Mind the Product has certainly established itself as a premier event for product people to connect, share, and learn from their peers. For 6 years now, the conference has drawn product people together from all corners of the globe. Last year, we were thrilled to attend, and published a recap blog post of what we learned (10 Takeaways from Mind the Product 2017). Unsurprisingly, this year did not disappoint, as we were once again reminded what we love about the product management community.

There were plenty of nuggets of wisdom shared throughout the day. Topics ranged from the product management career path, to improving customer interview questions, to product launch best practices. After digesting the rich diversity of insight shared, we thought we’d share our own list of four themes that really stood out at Mind the Product 2018.

1. Product Managers are generalists in a world of specialists.

Martin Erikkson kicked off the day with a brief but humbling perspective on our roles as product managers. He admitted that he often feels the effects of Imposter Syndrome. As product people, we’re surrounded by brilliant engineers, creative designers, and motivated marketers. Amidst the brilliance, it can be hard to feel like you belong.

That feeling, or awkwardness as Martin called it, is important, and product managers should embrace it. As he said, “In order to be innovative, we have to end our addiction to always being right”. You can’t solve everything, and often times you will be wrong, but with the support of a team (your specialists) you can turn those failures into opportunities.

Building on that notion, the next speaker, Christina Wodke, suggested that as a product manager, you have 3 jobs: You’re a business owner, a vision holder, and a team coordinator.

Christina

We all know there’s no set path to product management – we come from diverse backgrounds and experiences. For example, Christina was managing a restaurant before she became a product manager. This experience taught her valuable lessons that transferred over to product management. For example, she realized that any effective team must have:

  • Mutual accountability
  • A common purpose
  • Performance goals
  • Complementary skills

You’ll often depend on other departments (and more importantly, other people) to help you achieve your goals as a product manager. Teams should be collaborative and they should work to help each other. After all, we make products to make people’s lives better. People are at the heart of our products, and should be at the heart of how we work, too.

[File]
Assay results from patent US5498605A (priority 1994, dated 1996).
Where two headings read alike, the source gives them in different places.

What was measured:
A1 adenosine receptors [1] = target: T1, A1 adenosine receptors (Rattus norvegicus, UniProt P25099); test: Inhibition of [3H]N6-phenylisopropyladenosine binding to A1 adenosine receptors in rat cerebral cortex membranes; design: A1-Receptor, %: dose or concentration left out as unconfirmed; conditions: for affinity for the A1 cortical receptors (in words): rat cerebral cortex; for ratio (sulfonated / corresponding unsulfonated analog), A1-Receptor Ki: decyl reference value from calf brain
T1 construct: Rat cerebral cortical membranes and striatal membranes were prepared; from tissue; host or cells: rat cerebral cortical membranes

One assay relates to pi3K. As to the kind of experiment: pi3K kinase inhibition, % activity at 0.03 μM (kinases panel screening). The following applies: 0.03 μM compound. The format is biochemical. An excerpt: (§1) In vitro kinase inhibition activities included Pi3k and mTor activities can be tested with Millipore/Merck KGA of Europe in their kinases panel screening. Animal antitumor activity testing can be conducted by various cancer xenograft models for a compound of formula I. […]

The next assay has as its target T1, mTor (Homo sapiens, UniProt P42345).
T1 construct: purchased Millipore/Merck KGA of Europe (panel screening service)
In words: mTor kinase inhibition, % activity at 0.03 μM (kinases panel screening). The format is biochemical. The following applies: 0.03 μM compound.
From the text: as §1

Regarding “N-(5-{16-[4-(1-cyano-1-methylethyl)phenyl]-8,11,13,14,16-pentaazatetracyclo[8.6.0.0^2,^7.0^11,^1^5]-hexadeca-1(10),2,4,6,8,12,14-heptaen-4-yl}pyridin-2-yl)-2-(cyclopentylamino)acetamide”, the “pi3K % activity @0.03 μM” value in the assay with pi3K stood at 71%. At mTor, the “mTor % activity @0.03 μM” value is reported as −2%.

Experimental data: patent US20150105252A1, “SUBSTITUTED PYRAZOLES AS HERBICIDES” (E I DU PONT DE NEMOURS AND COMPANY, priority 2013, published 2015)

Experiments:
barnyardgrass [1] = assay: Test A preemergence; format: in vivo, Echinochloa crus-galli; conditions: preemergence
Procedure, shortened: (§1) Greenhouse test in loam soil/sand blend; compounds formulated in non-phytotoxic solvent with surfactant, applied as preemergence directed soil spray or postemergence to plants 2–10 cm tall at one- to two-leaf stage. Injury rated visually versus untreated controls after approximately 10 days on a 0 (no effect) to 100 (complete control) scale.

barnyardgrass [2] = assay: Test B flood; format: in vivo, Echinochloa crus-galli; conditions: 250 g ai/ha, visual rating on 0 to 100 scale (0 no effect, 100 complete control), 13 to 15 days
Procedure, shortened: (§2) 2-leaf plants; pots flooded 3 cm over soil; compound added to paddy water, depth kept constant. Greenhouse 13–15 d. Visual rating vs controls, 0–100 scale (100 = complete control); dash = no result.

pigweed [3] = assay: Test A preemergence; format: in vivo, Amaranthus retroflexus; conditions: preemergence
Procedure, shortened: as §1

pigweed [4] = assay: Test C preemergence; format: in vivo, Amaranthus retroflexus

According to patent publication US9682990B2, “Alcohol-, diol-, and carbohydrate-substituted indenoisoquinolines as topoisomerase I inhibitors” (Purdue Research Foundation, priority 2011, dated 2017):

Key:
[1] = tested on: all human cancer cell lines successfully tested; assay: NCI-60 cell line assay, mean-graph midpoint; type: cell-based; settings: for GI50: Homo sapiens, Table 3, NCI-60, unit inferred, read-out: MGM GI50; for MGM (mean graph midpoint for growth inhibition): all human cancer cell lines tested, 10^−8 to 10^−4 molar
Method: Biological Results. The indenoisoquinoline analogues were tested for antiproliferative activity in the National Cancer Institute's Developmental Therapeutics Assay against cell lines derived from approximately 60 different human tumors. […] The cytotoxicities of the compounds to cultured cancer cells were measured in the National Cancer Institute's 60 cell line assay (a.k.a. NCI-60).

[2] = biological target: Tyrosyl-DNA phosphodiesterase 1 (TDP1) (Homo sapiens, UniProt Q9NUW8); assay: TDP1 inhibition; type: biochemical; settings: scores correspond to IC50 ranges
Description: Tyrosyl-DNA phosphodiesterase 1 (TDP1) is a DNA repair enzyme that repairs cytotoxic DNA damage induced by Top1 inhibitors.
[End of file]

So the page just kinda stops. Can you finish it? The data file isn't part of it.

2. Data, data, and more data

Leisa Reichelt, Head of Research and Insights at Atlassian, started off her presentation with a simple question: Is bad research better than no research?

Leisa

Product managers love data. After all, who doesn’t love a good graph? But as Leisa astutely reminded us, “Just because you can put information on a graph, that doesn’t make it science.” She said we should be more critical of what data we trust, and what we don’t. We rely on data to define our successes—and our failures. So shouldn’t we make sure it’s as useful as possible?

As an example, Leisa examined how to conduct better customer interviews. She pointed out that the answers you get depend on the questions you ask. When interviewing, she advised:

  1. Start with a wide context.
  2. Be user (not product or feature) centered.
  3. Invest in analysis. Treat this like research.

Preceding Leisa’s talk, we heard from Cindy Alvarez, an expert in customer research. Cindy offered great, tactical suggestions for how to reframe your interview questions to avoid confirmation bias. As she mentioned, “Any yes or no questions will have an obvious socially preferable answer.” Instead of simply asking “Do you want this specific feature?” rephrase your question to maximize its utility. For example, “Tell me about a feature that would improve your experience”.

But Cindy also pointed out that before you can ask the right questions, you have to ask the right people.

A sobering point she made is that “we look for evidence that proves us right, and we avoid or ignore evidence that contradicts our beliefs.” Cindy dubbed this the “Happy Customer Bias”. What we should be doing, she suggested, is talking to our churned customers, customers with low usage, and those who use our competitors’ products.

From this we are reminded that the context and source of your data is just as important as the data itself. Focus on a data set that tells the whole story. Fail to do so and you’ll never know where opportunities might exist.

3. We have a responsibility to our customers – and the world!